Following breaking news from the Eastern Cape regarding health facilities and their lack of running water for basic sanitation and hygiene, water storage pioneer Mannie Jnr. Ramos, COO of Abeco Tanks urges government and industry players to prioritise water on the health agenda.
In March 2020 Ramos urged that water had to get back on the health agenda and required critical intervention. He called for a greater focus and consultation with industry players regarding the looming water crisis that Covid-19 would bring.
“What is happening in the Eastern Cape hospitals is further proof that leaders in government must intervene now before it is too late,” he said.
In the epicentre of Covid-19 infections and deaths in the province – Nelson Mandela Bay Metro – health workers in one facility use a bath as a storage “tank” to store water where they scoop water out to flush toilets and wash their hand.
“We urged, from the start of the pandemic, that government should take heed of water scarcity and supply together with the development and implementation of Coronavirus strategies,” Ramos said. “Water sanitation and hygiene are essential to reducing the spread of infection and multi-resistant germs like Covid-19.”
He believes that investment and urgent delivery of water storage solutions that are properly planned and delivered can help clinics that do not have running water. “These tanks have to be fit for purpose. At the outset of the pandemic, the entire supply of plastic tanks in the country was purchased, as the government rushed to get water to areas without it.
“But the tanks employed at the time – 5000 litre plastic water tanks – are meant for individual home use.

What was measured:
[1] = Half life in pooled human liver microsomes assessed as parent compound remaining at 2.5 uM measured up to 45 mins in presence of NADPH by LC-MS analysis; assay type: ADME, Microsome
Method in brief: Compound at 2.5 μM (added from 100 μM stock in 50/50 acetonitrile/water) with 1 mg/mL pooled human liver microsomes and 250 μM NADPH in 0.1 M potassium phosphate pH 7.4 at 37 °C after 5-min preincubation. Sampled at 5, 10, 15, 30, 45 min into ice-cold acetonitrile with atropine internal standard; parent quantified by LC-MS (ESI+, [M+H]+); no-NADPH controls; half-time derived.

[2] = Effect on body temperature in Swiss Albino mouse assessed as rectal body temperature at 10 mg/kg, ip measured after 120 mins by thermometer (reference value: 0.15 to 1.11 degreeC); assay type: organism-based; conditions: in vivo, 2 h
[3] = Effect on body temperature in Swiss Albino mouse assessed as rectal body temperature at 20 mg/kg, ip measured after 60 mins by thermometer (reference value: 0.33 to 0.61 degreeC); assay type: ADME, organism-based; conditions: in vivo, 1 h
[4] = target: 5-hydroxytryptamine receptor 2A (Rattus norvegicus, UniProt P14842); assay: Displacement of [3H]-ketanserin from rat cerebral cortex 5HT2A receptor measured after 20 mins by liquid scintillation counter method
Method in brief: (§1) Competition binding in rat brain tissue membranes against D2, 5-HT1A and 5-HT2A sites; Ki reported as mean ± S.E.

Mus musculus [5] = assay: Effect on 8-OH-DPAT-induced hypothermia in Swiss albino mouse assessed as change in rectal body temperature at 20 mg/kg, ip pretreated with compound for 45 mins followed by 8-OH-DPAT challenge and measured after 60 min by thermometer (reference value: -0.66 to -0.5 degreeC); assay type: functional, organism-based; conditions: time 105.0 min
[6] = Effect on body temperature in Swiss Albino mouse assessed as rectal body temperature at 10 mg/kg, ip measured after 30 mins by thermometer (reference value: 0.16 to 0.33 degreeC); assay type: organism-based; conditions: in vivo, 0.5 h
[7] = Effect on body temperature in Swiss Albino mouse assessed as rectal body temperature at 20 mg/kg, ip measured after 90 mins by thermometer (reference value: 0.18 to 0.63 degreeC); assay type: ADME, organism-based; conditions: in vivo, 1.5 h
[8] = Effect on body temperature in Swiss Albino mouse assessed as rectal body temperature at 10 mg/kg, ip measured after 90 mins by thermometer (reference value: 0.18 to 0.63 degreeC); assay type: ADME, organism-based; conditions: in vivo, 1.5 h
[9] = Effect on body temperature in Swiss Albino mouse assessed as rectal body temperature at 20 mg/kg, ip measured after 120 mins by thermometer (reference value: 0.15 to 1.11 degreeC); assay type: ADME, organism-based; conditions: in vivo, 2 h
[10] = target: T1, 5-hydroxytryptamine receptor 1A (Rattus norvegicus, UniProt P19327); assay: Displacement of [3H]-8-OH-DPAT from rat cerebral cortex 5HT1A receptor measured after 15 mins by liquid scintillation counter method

“We must ensure the solutions in place are right for the number of people working and visiting a health facility and their average consumption and usage patterns.” Ramos likened the solution employed at the outset of the pandemic to using a smart car instead of a taxi to support the commuter’s needs.
“As can be seen in the Eastern Cape, we are failing constitutionally regarding water infrastructure even at the level of basic supply,” added Ramos. “Water stewardship and investment in Water, Sanitation and Health infrastructure is necessary not only during this Covid-19 crisis but to meet the challenges of water scarcity that are predicted to worsen by 2030.”
Ramos believes that the country has the capabilities to deliver water storage solutions, for example, the Abeco Tanks manufacturing facility in Johannesburg had been up and running producing tanks for many health facilities in Africa.
“We just have to work together to come up with the most effective solution to saves lives,” he concludes.